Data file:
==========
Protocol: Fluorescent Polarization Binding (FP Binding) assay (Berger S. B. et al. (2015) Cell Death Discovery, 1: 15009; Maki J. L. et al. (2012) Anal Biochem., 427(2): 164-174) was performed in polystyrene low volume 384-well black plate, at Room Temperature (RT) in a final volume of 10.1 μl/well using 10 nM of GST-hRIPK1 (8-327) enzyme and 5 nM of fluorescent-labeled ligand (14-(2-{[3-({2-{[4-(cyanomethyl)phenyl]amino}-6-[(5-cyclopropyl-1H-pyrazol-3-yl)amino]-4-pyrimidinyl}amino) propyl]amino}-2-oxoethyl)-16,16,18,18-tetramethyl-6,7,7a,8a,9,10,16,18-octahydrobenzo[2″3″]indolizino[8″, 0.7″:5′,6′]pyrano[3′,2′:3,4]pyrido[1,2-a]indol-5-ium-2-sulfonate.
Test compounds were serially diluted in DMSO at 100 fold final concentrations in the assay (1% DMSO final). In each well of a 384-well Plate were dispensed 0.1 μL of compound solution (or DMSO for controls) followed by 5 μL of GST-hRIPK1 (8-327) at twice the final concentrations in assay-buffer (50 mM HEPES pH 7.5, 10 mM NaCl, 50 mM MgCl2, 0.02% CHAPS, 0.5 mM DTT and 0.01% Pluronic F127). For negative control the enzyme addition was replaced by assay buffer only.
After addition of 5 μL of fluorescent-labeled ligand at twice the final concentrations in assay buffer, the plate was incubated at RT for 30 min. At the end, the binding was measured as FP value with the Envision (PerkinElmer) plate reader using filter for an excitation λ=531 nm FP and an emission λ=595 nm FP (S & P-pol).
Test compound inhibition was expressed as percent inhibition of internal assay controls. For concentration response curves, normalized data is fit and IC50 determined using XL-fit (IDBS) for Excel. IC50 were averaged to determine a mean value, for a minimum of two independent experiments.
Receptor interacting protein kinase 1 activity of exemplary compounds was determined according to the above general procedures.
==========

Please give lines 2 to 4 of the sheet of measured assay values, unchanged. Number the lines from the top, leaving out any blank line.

Test compounds were serially diluted in DMSO at 100 fold final concentrations in the assay (1% DMSO final). In each well of a 384-well Plate were dispensed 0.1 μL of compound solution (or DMSO for controls) followed by 5 μL of GST-hRIPK1 (8-327) at twice the final concentrations in assay-buffer (50 mM HEPES pH 7.5, 10 mM NaCl, 50 mM MgCl2, 0.02% CHAPS, 0.5 mM DTT and 0.01% Pluronic F127). For negative control the enzyme addition was replaced by assay buffer only.
After addition of 5 μL of fluorescent-labeled ligand at twice the final concentrations in assay buffer, the plate was incubated at RT for 30 min. At the end, the binding was measured as FP value with the Envision (PerkinElmer) plate reader using filter for an excitation λ=531 nm FP and an emission λ=595 nm FP (S & P-pol).
Test compound inhibition was expressed as percent inhibition of internal assay controls. For concentration response curves, normalized data is fit and IC50 determined using XL-fit (IDBS) for Excel. IC50 were averaged to determine a mean value, for a minimum of two independent experiments.